The Redskins finished up the open portion of their 2015 rookie camp under mostly cloudy skies in Ashburn. In my report from this morning’s session I focused primarily on the offense. Here is a look at their afternoon session (which was shortened somewhat by impending storms) with a focus on the defense.
—Kyshoen Jarrett lined up at both free and strong safety. He showed some good instincts at free but he’s a step too slow.
—Preston Smith is very active when the ball is snapped. On one snap from right OLB he got to the middle of the line fast enough to clog up a quick-hitting inside run. On a pass he charged in and nearly was in position to knock down a pass that was thrown to the defensive left side (another defender did bat it down). It should be noted that this was in shorts and helmets against an offense mostly comprised of players who will never play a down in the NFL. But it was fun to see such an active defender who probably will take snaps all over the defensive front.
—Martrell Spaight was in at inside linebacker and dropped back in coverage. The pass went deep over his head and tight end Je’Ron Hamm caught it. It didn’t look like Spaight should have been that deep but he did something wrong because Joe Barry gave him an earful. “That's a hard lesson to learn, Spaight,” the defensive coordinator yelled as he jogged back towards the huddle. “That's a hard lesson to learn.” Perhaps he needed to get a jam on the tight end but whatever it was made Barry very unhappy.
—Tryout linebacker Abraham Kromah out of Duke made a nice play on a quick out pass intended for undrafted free agent tight end Devin Mahina. Kromah timed his move well and knocked the ball down before the tight end could get his hands on it. Mahina perhaps could have had a shot at the ball if he had come back to it a bit and used his body to shield off the defender.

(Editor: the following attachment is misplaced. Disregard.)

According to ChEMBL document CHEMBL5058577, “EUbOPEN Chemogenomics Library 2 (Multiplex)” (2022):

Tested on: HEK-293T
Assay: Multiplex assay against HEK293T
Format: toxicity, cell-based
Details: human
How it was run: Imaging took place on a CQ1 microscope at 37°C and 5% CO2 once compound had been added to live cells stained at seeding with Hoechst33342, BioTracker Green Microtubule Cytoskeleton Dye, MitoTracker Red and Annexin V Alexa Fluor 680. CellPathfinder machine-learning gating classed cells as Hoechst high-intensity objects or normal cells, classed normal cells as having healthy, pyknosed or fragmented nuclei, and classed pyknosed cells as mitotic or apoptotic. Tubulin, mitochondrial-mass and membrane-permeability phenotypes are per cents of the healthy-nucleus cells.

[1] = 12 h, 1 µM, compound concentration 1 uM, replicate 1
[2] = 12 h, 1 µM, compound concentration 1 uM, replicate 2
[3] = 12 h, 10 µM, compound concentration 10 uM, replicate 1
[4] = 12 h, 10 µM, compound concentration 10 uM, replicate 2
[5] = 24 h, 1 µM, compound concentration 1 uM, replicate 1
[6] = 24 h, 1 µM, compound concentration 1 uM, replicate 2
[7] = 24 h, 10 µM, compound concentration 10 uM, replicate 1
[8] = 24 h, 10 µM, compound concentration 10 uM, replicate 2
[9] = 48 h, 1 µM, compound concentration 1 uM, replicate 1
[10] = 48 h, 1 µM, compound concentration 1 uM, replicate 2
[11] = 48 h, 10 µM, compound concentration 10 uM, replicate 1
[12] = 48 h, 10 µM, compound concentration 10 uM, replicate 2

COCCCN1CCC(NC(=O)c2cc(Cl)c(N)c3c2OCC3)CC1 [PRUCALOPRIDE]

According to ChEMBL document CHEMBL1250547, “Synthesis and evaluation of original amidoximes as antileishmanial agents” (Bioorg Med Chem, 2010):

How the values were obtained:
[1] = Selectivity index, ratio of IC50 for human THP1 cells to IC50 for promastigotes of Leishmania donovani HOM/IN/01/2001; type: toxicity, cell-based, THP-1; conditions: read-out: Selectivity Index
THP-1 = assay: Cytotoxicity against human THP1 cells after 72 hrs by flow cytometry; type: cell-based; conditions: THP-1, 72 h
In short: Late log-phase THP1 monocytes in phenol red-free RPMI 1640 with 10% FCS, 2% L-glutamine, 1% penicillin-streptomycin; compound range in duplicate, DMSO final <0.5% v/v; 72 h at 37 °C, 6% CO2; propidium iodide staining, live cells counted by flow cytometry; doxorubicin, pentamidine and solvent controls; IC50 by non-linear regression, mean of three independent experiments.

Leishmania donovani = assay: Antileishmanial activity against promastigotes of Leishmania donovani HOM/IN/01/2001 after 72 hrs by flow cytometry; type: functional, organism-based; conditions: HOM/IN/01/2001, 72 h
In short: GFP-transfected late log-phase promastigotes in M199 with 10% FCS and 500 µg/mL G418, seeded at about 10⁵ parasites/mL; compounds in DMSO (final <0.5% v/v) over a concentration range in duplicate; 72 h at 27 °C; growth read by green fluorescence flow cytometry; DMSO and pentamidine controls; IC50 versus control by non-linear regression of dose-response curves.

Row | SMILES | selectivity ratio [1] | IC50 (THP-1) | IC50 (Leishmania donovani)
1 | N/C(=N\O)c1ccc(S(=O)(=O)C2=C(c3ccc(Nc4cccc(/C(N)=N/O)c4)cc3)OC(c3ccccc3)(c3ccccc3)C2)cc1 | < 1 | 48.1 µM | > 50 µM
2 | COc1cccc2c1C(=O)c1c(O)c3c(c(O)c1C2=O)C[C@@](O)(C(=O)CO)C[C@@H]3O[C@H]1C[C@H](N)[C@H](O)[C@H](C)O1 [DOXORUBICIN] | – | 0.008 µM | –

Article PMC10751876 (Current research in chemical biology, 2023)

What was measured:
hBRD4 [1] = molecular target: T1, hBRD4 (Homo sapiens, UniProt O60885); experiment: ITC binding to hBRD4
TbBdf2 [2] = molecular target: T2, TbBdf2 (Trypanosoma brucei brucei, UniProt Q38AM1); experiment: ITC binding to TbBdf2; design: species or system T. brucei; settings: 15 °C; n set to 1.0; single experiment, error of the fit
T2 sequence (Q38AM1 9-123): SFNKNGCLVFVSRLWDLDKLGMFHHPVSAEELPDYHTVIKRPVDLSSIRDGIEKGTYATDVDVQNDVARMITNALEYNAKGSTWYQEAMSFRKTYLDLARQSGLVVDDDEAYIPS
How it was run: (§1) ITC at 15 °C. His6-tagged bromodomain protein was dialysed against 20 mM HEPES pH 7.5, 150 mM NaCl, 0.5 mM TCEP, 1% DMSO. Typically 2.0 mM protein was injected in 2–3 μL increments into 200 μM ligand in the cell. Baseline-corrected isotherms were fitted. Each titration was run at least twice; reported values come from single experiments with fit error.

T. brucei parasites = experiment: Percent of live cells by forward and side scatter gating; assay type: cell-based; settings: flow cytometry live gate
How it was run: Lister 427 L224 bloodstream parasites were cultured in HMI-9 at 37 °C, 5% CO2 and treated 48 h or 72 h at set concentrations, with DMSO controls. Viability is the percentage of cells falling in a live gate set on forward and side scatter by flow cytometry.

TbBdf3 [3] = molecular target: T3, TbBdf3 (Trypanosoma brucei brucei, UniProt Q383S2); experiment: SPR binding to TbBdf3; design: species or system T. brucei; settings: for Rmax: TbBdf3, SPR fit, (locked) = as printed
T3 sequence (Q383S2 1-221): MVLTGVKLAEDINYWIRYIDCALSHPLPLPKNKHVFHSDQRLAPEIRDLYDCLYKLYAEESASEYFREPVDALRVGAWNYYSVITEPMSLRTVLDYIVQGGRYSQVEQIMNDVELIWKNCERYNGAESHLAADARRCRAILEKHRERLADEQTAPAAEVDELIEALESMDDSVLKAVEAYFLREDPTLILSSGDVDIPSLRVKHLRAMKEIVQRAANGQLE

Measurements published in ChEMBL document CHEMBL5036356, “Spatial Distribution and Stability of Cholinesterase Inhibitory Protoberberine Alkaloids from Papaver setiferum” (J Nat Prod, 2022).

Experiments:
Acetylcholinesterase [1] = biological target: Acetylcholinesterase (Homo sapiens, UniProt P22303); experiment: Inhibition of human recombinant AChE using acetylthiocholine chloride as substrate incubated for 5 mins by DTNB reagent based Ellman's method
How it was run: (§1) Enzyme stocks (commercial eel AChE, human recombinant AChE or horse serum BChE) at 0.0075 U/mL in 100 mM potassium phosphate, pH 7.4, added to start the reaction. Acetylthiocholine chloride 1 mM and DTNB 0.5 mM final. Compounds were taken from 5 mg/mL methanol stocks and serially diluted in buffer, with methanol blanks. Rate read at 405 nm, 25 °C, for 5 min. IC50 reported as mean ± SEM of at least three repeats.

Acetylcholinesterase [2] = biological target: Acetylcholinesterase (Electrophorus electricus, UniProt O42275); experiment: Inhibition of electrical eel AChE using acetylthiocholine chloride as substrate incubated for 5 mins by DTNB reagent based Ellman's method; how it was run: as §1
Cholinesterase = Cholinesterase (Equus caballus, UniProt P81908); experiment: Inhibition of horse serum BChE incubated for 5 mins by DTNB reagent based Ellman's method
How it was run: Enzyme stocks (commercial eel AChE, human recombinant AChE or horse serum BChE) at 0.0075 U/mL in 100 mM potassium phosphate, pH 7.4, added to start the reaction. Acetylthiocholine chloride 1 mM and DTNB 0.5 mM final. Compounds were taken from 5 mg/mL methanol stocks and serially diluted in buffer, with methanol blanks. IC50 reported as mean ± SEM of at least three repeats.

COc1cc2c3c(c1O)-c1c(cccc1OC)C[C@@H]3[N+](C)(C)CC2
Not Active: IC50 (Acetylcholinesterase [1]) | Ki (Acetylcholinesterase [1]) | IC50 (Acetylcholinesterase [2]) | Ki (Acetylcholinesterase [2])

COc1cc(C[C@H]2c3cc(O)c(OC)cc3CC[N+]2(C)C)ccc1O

—I won’t swear that Tevin Mitchel played exclusively at slot corner but I didn’t see him line up anywhere else. He was good in coverage and blitzed on occasion. Now that we know what his role is we can see how well he performs it.
—They broke out into special teams drills about 45 minutes into the session. Rasheed Ross, Reggie Bell, and Jamison Crowder fielded punts. Tryout punter Keith Kostol out of Oregon State put them through a good workout, booming some punts with good hang time. He got some congratulations from other special teamers as he came off the field.
—The camp ends tomorrow; the rookies will convene at Redskins Park for film work and meetings.
Here is what you need to know on this Saturday, May 27, 17 days before the Washington Redskins start minicamp on June 13.
It’s been 146 days since the Redskins played a game. Their season opener against the Eagles at FedEx Field is in 106 days.
—Redskins minicamp (6/13) 17
—Training camp starts (7/27) 61
—Preseason opener @ Ravens (8/10) 75
The Redskins week that was
Here are some of the most popular post from the last week on www.CSNmidatlantic.com and on www.RealRedskins.com